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What not to wear: When your fashion sense misses the mark

A detail from I Actually Wore This: Clothes We Can’t Believe We Bought, by Tom Coleman.

As Globe Style prepares to unveil its 2017 Best Dressed List, Caitlin Agnew reports on a book about fashion risks gone wrong

There's a fine line between the best- and worst-dressed lists. Take pop star Rihanna, a consummate risk taker if there ever were one, and the yellow Guo Pei gown she wore to the Met Gala in 2015. The fox-fur trimmed cape put its Beijing-based designer on the Western fashion map, while simultaneously garnering comparisons to a giant pizza.

In his new book for Rizzoli, I Actually Wore This: Clothes We Can't Believe We Bought, author Tom Coleman catalogues bold fashion moments that just didn't work out. "The idea is people celebrating the worst thing in their closet," he says over the phone from his home in Brooklyn, New York. "It's not that they hate the clothes, and that's why they kept them."

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The 80 subjects featured in the book come from all walks of life, and include art advisor Jean-Michel Placent in a printed Versace blouse he describes as looking like it came from a "Navajo-themed Cirque du Soleil production," and actor Molly Shannon in a floral Banana Republic jumpsuit bought for a moms' getaway weekend in Carmel. "Molly was debating what to wear because she had these Halston sequinned hot pants and she was like, 'these are actually sort of cool. I think I like these. I don't think I have any regrets. I think I'd wear these again,'" says Coleman.

Over the three years he spent conducting interviews, Coleman noticed there were some common themes in shopping mishaps, namely purchases made at sample sales, thrift stores and while on holiday. "At sample sales, you think you're getting away with something and you think you're winning, even though, later on, maybe you realize that a fuchsia silk smoking jacket isn't something you're necessarily going to be wearing a great deal," says Coleman.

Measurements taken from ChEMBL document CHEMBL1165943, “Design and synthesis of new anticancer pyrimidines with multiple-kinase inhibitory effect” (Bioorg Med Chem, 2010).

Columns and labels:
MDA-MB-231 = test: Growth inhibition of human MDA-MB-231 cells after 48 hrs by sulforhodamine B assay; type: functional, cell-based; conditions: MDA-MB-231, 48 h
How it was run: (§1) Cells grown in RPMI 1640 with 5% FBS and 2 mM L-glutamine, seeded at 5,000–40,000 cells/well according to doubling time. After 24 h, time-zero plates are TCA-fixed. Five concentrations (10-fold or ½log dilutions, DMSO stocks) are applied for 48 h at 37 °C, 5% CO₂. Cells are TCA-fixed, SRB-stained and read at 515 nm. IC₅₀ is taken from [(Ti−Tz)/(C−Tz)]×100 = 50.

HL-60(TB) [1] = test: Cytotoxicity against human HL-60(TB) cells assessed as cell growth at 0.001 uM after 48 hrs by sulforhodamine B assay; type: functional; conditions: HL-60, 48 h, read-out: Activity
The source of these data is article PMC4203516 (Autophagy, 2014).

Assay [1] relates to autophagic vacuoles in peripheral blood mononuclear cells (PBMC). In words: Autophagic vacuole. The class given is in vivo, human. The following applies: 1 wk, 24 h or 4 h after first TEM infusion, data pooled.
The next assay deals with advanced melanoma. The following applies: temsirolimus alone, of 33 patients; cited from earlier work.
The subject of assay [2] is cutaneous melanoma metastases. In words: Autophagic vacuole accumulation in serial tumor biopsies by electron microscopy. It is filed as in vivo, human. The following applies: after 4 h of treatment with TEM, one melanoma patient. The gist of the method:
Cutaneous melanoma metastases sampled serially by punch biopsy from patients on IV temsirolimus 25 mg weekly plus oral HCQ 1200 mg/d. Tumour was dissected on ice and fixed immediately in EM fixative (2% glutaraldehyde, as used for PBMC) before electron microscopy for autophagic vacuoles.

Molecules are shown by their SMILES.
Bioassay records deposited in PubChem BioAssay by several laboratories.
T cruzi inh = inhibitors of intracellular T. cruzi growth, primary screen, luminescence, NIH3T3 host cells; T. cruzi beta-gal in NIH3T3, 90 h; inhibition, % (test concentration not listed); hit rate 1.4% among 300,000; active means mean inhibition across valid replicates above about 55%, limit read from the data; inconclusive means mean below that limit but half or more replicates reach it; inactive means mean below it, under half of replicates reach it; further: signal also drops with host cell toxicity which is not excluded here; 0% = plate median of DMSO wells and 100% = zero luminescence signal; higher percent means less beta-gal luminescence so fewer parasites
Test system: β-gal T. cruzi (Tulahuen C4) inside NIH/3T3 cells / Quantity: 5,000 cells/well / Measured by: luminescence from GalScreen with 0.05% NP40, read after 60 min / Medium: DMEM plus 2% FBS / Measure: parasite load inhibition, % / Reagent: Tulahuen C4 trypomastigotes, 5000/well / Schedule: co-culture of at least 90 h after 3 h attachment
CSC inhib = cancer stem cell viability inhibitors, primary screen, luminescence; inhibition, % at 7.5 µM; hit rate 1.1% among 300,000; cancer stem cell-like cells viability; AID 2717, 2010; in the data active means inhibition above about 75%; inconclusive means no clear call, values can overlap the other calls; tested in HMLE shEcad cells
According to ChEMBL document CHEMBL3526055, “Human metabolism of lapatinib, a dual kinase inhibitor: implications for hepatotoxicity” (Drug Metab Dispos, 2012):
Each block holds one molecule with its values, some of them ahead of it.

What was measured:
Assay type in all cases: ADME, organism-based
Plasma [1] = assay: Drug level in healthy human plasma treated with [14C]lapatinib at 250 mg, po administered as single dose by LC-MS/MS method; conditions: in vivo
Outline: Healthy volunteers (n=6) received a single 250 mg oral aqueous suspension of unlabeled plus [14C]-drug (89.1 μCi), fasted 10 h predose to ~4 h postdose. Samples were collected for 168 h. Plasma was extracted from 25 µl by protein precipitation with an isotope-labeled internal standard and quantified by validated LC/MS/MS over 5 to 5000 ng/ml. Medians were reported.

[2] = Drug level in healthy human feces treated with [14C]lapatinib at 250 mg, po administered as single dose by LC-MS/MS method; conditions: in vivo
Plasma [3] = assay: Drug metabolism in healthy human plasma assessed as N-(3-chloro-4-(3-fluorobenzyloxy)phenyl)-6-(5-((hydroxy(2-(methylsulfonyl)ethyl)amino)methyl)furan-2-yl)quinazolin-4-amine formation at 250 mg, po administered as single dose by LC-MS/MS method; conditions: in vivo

Travel offers people the opportunity to experiment with their identities, resulting in some unconventional wardrobe choices, like the lilac cashmere Che Guevara sweater screenwriter Sid Karger bought after a boozy lunch in St. Barth's. "When you're travelling, things are different. The money is different. The bathrooms are different. So it's like, maybe I can be a little different," says Coleman. "When you try to go a little outside yourself, that's how you sort of end up with things in your closet that you normally wouldn't buy."

I Actually Wore This reveals a sense of humour often lacking in the fashion world, and something all consumers can identify with. "Fashion takes itself so seriously," says Coleman. "It's fun to laugh at yourself."


  • Designer J.W. Anderson is flexing his curatorial chops with a new exhibition. The British Fashion Award winner has put together Disobedient Bodies: JW Anderson Curates the Hepworth Wakefield (Mar. 18 to Jun. 18) at England’s West Yorkshire gallery. The show will feature artwork in dialogue with clothing, including pieces by Henry Moore, Louise Bourgeois, Rei Kawakubo and Issey Miyake. For more information, visit
  • Montreal’s Want Apothecary has opened its first location in the U.S. Located at the NoMad Hotel, the boutique carries international brands including Acne Studios, Jil Sander and Fleur du Mal in addition to a dedicated Want Les Essentiels feature wall and in-house apothecary. The brand also recently announced it will open its second Toronto location later this spring in the Lawrence Park neighbourhood. For more information, visit
  • Artisans from Hamilton, Ont. and the Greater Toronto Area have a new creative space in Oakville. Dove + Arrow is a recently opened boutique that combines retail, workspace and maker collaboration under one roof. Goods by more than 40 local artisans will be available, including accessories, lingerie, ceramics, personal-care products and wooden objects. For more information, visit www.
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